A Skincare Routine for the Treatment of Rosacea

The routine you use to treat your rosacea is important
Keeping inflammation out of your skin prevents premature ageing

Are you one of the flushed-faced few?

Who constantly hears, are you OK, whilst peering at your blushing face?

Or maybe you are suddenly experiencing small, red bumps.

Then, chances are you could be battling rosacea.

But it’s confusing; what products and treatments will help?

As skin care specialists, we have had decades of experience in the treatment of rosacea.

So much so that we even created a free ebook on it, for crying out loud.

So, join us as we look at how you can minimise your facial redness.

So you can leave this page less red than you started.

Understanding Rosacea

The treatment of rosacea is complex because it is a chronic skin condition that affects approximately 5 per cent of the world’s population, with a higher prevalence among women than men.

Its visual characteristics include redness and visible blood vessels on the skin, often accompanied by burning and stinging sensations.

Rosacea sufferers may experience skin dryness in some areas due to the ongoing inflammation, which leads to increased skin cell turnover and surface dryness.

Additionally, swelling and thickened skin may occur, often accompanied by dusky brown discolouration in certain areas.

A proper diagnosis is crucial because rosacea is often misdiagnosed as seborrheic dermatitis or acne.

In the treatment of rosacea, it’s important to understand that there is no “one-size-fits-all” cure for this challenging condition.

Instead, the key is to focus on making your skin healthier, more resilient, and more robust.

Treating your skin gently while avoiding excessive heat exposure can help minimise irritation and effectively manage your rosacea.

Following these tips can make managing your rosacea a more manageable and less frustrating part of your daily skincare routine.

Various internal and external factors, such as sun exposure, weather conditions, hot showers, stress, spicy foods, alcohol, and specific medications, can trigger flare-ups, which we cover as the causes of rosacea.

The Treatment of rosacea

The treatment of rosacea is a multifaceted challenge, as rosacea can lead to fluctuations in skin conditions.

It can transition from appearing dry to seemingly oily due to the overactivity of sebaceous oil glands.

Many skincare brands may provide misguided recommendations, often suggesting using rich creams and cleansers.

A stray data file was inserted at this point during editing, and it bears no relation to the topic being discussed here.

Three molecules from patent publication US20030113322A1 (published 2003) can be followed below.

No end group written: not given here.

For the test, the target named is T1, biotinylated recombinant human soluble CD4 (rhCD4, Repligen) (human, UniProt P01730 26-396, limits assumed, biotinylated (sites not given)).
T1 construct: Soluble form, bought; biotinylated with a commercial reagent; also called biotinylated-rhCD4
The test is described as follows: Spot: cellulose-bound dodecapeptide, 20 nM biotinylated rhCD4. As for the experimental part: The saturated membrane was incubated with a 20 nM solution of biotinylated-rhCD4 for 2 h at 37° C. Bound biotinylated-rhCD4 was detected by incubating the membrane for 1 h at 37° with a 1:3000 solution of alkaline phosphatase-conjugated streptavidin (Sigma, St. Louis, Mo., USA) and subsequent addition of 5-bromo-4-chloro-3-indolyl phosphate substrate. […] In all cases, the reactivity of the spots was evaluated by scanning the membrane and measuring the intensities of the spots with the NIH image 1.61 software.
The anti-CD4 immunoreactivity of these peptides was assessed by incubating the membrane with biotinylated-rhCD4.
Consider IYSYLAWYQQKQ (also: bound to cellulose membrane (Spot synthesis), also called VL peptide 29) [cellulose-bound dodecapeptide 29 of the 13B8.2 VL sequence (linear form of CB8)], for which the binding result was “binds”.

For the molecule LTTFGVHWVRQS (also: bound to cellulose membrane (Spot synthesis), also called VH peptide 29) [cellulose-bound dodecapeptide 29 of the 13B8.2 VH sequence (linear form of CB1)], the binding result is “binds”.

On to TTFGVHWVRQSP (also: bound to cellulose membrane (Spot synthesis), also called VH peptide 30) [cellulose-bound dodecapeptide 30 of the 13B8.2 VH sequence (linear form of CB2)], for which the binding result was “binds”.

While these products may offer temporary relief, they can aggravate your symptoms and even lead to papulopustular rosacea, which is characterised by whiteheads, pimples, red and swollen bumps, and patches of dryness. This is a sign of micro-inflammation and impaired barrier function.

Daily cleansing with a suitable cleanser is one of the biggest factors for healing your rosacea.

Your cleanser should protect and soothe your skin, not strip your skin, so avoid harsh face washes containing ingredients like sodium lauryl sulfate.

When cleansing skin prone to rosacea, consider the following tips:

  1. Avoid over-drying your skin.
  2. Rinse your face with lukewarm water and gently pat it dry.
  3. Slightly moisten your skin before applying an oil-based cleanser.
  4. Steer clear of rough sponges, washcloths, or aggressive cleansing devices that irritate the skin further.

Managing rosacea

When it comes to the treatment of rosacea, finding the right approach to managing it is important.

It involves avoiding harsh ingredients and irritants and adopting a gentle skincare routine to reduce inflammation and protect the skin’s natural barrier. Follow the link to learn about triggers that can cause inflammation in your skin.

When dealing with rosacea, there are several essential skincare tips and products to consider:

Gently Spritz: Use a toner with a spray application to avoid rubbing your skin. Avoid alcohol-based toners and sprays, as they can dry out and inflame your skin. Check product labels for harsh ingredients like astringents.

Don’t Skip Your Moisturiser: Rosacea often weakens the skin’s barrier function, so using an appropriate moisturiser is crucial. Look for products with skin-identical ingredients to replenish and calm the skin. Consider using a product like “Fortify barrier repair cream” and the “Xcell barrier repair complex” to help ease inflammation and redness.

The Sit-and-Marinate Option: A cooling gel-based mask can help reduce heat in the skin and alleviate irritation. “Quench peptide plumping gel” is an excellent choice to provide cooling and calming hydration to your skin.

Reinforce Your Skin: Strengthen your skin and blood vessel walls using products like the “DNA age delay complex,” which contains copper peptides to calm and fortify the skin.

Papulopustular Rosacea: If breakouts and blemishes accompany your rosacea, avoid harsh exfoliators or peels, which can cause further irritation. Instead, use a targeted topical treatment like “Resq anti-blemish complex.

What to Avoid: Avoid habits like pulling, scratching, or tugging at your skin.

Avoid excessive exposure to heat, including facial steams, saunas, and hot baths. Also, avoid harsh exfoliating products and abrasive treatments.